What it is:
How it works/Example:
For example, let's assume that Borrower X has $4,000 of monthly income and $30,000 of student loans and debt, on which he pays $600. Borrower X wants an 8%, 30-year, $250,000 . The monthly payment on that , including homeowners insurance and property , works out to $2,200.
Using this information and the formulas above, the bank can use qualification ratios as part of its determination of whether Borrower X is a good lending risk.
Total monthly borrower debt payments/monthly income = ($600 + $2,200)/$4,000 = 0.70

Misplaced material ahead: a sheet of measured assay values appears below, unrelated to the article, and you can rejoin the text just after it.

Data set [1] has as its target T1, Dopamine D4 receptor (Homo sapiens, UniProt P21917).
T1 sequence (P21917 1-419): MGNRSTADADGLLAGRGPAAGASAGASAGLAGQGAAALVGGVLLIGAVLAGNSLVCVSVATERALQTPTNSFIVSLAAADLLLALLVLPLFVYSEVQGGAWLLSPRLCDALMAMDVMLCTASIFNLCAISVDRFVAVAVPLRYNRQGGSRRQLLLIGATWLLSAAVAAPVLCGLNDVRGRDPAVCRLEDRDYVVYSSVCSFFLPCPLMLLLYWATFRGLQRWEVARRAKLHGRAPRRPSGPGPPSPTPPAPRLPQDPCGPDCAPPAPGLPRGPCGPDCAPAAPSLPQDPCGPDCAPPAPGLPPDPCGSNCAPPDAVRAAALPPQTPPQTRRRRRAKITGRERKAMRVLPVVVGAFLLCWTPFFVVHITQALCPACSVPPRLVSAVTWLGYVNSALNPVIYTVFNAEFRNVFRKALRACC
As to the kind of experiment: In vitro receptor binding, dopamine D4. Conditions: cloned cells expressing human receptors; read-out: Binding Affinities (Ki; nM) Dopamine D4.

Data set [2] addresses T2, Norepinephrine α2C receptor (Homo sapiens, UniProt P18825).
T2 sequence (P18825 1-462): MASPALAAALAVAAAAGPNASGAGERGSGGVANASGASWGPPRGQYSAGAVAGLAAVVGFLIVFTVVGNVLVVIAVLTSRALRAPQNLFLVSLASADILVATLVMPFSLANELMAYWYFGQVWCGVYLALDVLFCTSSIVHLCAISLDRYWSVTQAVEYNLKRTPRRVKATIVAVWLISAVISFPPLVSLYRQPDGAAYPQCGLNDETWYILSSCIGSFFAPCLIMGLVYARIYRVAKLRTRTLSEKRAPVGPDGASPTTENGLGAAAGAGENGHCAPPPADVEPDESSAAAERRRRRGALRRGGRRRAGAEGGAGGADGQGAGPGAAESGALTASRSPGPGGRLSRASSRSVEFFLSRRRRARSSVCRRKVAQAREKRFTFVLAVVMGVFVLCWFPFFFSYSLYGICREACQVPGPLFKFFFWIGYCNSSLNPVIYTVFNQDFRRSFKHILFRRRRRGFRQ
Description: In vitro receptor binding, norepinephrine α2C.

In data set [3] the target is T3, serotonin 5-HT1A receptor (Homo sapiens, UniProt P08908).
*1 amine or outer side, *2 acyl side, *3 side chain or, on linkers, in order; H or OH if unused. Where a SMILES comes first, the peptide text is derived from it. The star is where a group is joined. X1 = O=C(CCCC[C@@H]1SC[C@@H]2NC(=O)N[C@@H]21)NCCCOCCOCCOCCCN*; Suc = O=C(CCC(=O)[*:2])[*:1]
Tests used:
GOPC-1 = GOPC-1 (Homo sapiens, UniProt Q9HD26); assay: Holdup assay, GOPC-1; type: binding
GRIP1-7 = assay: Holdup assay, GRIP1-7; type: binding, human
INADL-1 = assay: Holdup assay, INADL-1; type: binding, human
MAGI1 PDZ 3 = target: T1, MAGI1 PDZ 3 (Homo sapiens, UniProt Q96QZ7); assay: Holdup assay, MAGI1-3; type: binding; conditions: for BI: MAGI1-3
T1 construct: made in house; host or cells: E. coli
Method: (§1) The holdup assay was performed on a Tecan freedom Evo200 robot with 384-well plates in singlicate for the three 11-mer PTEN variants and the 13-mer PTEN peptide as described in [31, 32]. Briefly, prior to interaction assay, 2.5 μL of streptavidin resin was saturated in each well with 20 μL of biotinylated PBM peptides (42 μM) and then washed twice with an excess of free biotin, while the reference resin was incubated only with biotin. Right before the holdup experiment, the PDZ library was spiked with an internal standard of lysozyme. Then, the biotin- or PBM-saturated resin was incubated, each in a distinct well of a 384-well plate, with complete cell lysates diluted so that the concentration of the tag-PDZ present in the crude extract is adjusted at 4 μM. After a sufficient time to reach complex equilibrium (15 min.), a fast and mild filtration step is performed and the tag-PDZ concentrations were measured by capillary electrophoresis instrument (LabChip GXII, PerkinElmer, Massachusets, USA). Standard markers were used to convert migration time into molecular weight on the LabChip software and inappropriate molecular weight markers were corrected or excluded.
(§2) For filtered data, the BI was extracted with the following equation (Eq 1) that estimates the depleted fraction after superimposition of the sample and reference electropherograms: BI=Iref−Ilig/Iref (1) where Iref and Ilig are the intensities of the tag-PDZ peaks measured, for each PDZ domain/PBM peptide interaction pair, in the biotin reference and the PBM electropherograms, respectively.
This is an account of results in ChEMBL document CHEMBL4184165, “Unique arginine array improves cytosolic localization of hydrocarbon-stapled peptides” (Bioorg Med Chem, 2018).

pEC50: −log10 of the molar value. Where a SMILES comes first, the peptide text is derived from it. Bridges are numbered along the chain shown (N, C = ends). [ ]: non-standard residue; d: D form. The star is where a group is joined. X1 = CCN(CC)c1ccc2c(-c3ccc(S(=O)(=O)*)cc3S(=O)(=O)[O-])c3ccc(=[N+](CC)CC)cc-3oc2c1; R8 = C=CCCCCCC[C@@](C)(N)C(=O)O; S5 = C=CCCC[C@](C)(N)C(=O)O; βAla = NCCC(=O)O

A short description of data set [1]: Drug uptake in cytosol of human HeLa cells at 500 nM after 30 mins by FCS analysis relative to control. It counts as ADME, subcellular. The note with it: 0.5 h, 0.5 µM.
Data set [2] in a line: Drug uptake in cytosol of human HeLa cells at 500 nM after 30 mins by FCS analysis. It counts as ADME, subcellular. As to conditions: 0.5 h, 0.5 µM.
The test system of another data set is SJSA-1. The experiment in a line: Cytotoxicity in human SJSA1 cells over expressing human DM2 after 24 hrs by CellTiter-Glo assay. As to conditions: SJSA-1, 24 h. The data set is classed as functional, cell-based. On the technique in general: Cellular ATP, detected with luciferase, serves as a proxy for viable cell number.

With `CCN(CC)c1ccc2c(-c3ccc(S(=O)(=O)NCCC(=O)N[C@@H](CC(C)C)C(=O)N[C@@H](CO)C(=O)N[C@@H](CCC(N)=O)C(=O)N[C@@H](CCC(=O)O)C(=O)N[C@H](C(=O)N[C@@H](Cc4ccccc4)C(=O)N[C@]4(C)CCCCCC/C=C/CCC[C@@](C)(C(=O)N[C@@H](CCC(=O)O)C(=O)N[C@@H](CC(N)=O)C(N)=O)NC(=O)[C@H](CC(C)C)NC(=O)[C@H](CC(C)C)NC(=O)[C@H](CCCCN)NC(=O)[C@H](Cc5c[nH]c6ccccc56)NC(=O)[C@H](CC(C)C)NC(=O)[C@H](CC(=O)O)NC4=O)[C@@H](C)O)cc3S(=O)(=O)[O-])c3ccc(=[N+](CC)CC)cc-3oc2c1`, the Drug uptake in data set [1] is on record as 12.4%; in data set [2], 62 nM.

Borrower's monthly housing expense/monthly income = $2,200/$4,000 = 0.55
[If you're ready to buy a home, use our Mortgage Calculator to see what your monthly principal and interest payment will be. You can also learn how to calculate your monthly payment in Excel.]
Why it matters:
Qualification ratios are intended to reduce banks' risk of default. Each lender has its own standards, though a rule of thumb is that total debt payments to income should not exceed 0.36 and housing expenses to income should not exceed 0.28. (Borrower X in our example exceeds those thresholds and thus probably won't get the loan.) Borrowers that do not meet banks' minimum qualification-ratio thresholds usually either do not receive loans, must make larger down payments, or must pay higher interest rates.